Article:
Superstar idol, indie acolyte, festival boss – Louis Tomlinson has been a lot of things over the course of his time in the spotlight, but as he releases his second solo album ‘Faith In The Future’, he’s set to surprise the world all over again.
Words: Abigail Firth.
Photos: Sarah Louise Bennett.
Photo Assistant: Natalie Lloyd-Shaw.
Styling: Helen Seamons.
Styling Assistant: Will Moore.
Grooming: Krystle G.
“TikTok is probably telling the kids what to drink these days. I just still drink me vodka Red Bull, you know what I mean?” For an artist who found fame as part of one of the biggest boy bands of all time, Louis Tomlinson is remarkably down to earth.
Sipping on a Stella, he sits down with Dork on one of RMT’s August strike days – which he’s 100% here for, btw. We’re pulling a lot of strings for this. Frantically organising our shoot and interview in the space of about 48 hours, Louis takes it all in his stride, plopping down in the evening for a supremely relaxed chat after a cig and a beer.
He’s about four shows off finishing his first solo world tour (another sell-out under his belt), which actually began in 2020. Managing to squeeze in a couple of dates before the pandemic hit, it was the energy of those initial gigs that sparked the inspiration for his forthcoming second album ‘Faith In The Future’, arriving in November.
For the first five years of his career, the cycle of touring and recording and touring and recording was all Louis knew. Then being the last of his ex-bandmates to release a solo album, taking his time creating music to actually hit the road with, meant he was a decade into being a musician before he toured alone.
“It was a long, long time for me to wonder what it might be like,” he says. “And also, there was a fear in the back of my mind that, because I’ve experienced touring at such a high level with the band, in amazing, massive fucking venues, I didn’t really know what my tour was going to look like or feel like or even sound like in terms of energy in the room and fans singing back.”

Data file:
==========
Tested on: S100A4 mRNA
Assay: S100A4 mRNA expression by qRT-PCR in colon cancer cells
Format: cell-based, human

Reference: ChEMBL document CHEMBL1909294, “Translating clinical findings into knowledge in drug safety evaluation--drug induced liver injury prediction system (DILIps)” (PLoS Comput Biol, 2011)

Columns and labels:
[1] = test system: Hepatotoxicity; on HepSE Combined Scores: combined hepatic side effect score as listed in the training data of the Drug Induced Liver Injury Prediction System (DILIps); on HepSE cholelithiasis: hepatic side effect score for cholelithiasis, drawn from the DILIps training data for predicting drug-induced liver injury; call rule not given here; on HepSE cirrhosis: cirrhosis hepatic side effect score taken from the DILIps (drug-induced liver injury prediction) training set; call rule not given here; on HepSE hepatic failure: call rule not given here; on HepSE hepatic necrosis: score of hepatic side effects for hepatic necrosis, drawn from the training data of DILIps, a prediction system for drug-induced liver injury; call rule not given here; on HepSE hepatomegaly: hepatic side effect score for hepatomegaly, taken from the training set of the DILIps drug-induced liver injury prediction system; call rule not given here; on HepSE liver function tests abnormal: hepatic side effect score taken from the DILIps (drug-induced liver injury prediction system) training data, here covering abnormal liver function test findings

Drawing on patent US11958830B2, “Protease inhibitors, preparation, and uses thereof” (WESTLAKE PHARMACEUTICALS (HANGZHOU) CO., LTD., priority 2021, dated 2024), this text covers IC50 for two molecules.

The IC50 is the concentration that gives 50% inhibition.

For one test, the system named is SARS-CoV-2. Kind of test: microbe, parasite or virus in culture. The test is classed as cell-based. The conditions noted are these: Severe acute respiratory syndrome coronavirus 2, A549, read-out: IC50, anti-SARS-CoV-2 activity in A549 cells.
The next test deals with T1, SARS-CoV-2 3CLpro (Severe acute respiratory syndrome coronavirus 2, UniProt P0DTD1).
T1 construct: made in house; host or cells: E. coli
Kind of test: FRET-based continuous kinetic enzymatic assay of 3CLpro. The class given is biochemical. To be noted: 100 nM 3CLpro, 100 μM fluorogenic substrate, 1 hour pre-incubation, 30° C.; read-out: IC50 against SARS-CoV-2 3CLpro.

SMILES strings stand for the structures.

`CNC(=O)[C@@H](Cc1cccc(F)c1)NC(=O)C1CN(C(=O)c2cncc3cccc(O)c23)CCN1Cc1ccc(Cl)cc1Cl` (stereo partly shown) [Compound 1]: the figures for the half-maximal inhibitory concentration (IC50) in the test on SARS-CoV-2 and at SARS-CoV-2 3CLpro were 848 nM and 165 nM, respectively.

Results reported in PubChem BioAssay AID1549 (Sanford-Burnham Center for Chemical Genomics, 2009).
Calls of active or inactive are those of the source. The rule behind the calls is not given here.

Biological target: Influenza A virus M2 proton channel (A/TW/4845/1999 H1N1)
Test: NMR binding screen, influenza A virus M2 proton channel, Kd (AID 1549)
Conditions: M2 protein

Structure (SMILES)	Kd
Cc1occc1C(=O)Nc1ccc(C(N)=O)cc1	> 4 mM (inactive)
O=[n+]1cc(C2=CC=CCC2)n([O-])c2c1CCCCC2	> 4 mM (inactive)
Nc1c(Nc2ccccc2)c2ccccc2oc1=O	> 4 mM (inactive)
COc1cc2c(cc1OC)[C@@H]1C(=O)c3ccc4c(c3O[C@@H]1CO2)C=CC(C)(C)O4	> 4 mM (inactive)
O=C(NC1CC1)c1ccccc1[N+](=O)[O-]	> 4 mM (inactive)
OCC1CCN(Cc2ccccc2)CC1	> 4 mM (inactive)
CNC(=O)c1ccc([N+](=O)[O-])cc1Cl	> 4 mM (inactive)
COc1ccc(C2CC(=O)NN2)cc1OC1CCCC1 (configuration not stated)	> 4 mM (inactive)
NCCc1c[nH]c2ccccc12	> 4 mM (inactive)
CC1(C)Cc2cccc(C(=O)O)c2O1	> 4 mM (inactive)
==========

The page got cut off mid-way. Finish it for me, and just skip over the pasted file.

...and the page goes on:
He needn’t have worried. Never disappointing, his Louies showed up in their droves. “It’s blown all my expectations. I’ve felt fucking blessed this whole tour, like every place I’ve gone, and I’m not just being dramatic; it’s been fucking amazing everywhere.” A proper World Tour, he’s played to more than 500,000 people across 80 shows over the last year. Getting back on the horse and smashing arenas quickly became his life again.
“That obviously gives me a lot of pride, especially going places like Australia. It’s a long fucking way from Donny, you know?” he laughs. “So to play sold-out shows over there, it’s fucking mind-blowing, really. Every single night, it doesn’t really matter how my day’s going; after the first song, I just get slapped in the face with the energy of the crowd and the adrenaline that then feeds me.”
It’s a tale as old as time at this point, provided your calendar only starts in early 2020. Artist plans a tour, pandemic hits, doesn’t happen. Except Louis found himself in limbo. Caught between feeling the highs of his first solo shows at the start of the year, then crashing into the isolation of what followed, he wrote ‘Faith In The Future’ imagining what the tour would be like when it went ahead. The process saw him moving away from the intimacy and emotional weight of ‘Walls’ and creating something more uplifting.
“Originally, in my master plan that I had in my head, I was going to go on a year’s worth of touring,” he explains. “That was going to feed me full of experience that I could then go on to write about. It didn’t. I almost ended up in kind of a middle ground where I was lucky enough to get a taste of what the shows would feel like, so that was part experience and part imagination going into this next record.”
When reflecting on his debut, he found that there weren’t enough uptempo numbers for a live show. ‘Walls’ was Louis telling his story so far – effectively twelve ballads detailing the love and loss that was recent memory at the time. That’s not to say he isn’t proud of his debut. It was a necessary step in his career that cemented the vision he had for his own sound after spending years finding his feet in the public eye post-One-Direction.
But with the heavy stuff out of the way (“I don’t like people feeling sorry for me. That’s not the way I carry myself in life in general,” he says of his first album), Louis landed on the phrase ‘Faith In The Future’ in early 2021, setting about making a record based on hope, and more importantly, bangers.